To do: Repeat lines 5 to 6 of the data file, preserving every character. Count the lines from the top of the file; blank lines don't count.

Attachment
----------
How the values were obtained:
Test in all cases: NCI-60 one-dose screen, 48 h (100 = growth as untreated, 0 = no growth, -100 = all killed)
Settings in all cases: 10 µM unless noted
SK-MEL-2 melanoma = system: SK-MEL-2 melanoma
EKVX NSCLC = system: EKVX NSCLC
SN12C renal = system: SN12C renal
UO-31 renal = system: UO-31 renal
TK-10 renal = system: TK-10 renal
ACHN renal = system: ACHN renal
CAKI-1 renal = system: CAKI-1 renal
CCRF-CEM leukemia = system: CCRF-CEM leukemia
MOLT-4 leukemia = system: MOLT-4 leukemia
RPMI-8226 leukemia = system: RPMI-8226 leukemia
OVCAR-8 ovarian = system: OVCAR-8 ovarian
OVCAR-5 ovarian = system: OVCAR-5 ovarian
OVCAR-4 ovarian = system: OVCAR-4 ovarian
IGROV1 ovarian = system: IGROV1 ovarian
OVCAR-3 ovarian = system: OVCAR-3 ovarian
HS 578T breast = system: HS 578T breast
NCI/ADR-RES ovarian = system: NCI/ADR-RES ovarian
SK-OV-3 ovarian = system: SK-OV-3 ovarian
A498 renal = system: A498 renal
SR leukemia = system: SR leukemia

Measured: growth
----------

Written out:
EKVX NSCLC = system: EKVX NSCLC
SN12C renal = system: SN12C renal